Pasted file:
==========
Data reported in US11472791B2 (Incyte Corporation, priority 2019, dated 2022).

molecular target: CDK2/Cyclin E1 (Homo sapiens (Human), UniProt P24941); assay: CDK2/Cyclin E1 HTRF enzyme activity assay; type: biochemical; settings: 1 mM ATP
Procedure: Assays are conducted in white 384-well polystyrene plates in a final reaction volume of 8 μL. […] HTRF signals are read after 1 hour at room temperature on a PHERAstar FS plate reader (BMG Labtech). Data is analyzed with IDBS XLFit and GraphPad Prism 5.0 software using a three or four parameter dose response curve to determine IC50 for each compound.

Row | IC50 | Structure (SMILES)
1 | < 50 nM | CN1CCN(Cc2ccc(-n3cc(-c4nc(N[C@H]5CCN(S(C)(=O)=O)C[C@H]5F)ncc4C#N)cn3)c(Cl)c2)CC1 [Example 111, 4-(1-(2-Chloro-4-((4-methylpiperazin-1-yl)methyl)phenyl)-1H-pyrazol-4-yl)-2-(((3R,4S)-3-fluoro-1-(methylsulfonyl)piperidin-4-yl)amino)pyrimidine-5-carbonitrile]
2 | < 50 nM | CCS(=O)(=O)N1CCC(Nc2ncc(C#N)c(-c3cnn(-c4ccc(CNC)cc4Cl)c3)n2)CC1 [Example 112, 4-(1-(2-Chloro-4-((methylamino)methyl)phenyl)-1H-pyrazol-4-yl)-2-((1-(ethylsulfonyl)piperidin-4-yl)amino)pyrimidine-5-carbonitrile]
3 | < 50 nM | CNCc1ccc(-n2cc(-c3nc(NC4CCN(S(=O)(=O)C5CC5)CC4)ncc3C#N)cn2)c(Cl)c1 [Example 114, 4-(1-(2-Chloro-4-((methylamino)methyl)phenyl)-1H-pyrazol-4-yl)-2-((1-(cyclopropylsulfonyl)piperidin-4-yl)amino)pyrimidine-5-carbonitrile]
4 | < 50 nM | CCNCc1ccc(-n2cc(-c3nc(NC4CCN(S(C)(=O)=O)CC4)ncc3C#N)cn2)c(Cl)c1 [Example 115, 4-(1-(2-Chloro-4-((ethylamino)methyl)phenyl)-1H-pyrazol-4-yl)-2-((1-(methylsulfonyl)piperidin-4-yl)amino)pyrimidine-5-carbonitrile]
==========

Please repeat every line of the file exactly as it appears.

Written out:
Data reported in US11472791B2 (Incyte Corporation, priority 2019, dated 2022).

molecular target: CDK2/Cyclin E1 (Homo sapiens (Human), UniProt P24941); assay: CDK2/Cyclin E1 HTRF enzyme activity assay; type: biochemical; settings: 1 mM ATP
Procedure: Assays are conducted in white 384-well polystyrene plates in a final reaction volume of 8 μL. […] HTRF signals are read after 1 hour at room temperature on a PHERAstar FS plate reader (BMG Labtech). Data is analyzed with IDBS XLFit and GraphPad Prism 5.0 software using a three or four parameter dose response curve to determine IC50 for each compound.

Row | IC50 | Structure (SMILES)
1 | < 50 nM | CN1CCN(Cc2ccc(-n3cc(-c4nc(N[C@H]5CCN(S(C)(=O)=O)C[C@H]5F)ncc4C#N)cn3)c(Cl)c2)CC1 [Example 111, 4-(1-(2-Chloro-4-((4-methylpiperazin-1-yl)methyl)phenyl)-1H-pyrazol-4-yl)-2-(((3R,4S)-3-fluoro-1-(methylsulfonyl)piperidin-4-yl)amino)pyrimidine-5-carbonitrile]
2 | < 50 nM | CCS(=O)(=O)N1CCC(Nc2ncc(C#N)c(-c3cnn(-c4ccc(CNC)cc4Cl)c3)n2)CC1 [Example 112, 4-(1-(2-Chloro-4-((methylamino)methyl)phenyl)-1H-pyrazol-4-yl)-2-((1-(ethylsulfonyl)piperidin-4-yl)amino)pyrimidine-5-carbonitrile]
3 | < 50 nM | CNCc1ccc(-n2cc(-c3nc(NC4CCN(S(=O)(=O)C5CC5)CC4)ncc3C#N)cn2)c(Cl)c1 [Example 114, 4-(1-(2-Chloro-4-((methylamino)methyl)phenyl)-1H-pyrazol-4-yl)-2-((1-(cyclopropylsulfonyl)piperidin-4-yl)amino)pyrimidine-5-carbonitrile]
4 | < 50 nM | CCNCc1ccc(-n2cc(-c3nc(NC4CCN(S(C)(=O)=O)CC4)ncc3C#N)cn2)c(Cl)c1 [Example 115, 4-(1-(2-Chloro-4-((ethylamino)methyl)phenyl)-1H-pyrazol-4-yl)-2-((1-(methylsulfonyl)piperidin-4-yl)amino)pyrimidine-5-carbonitrile]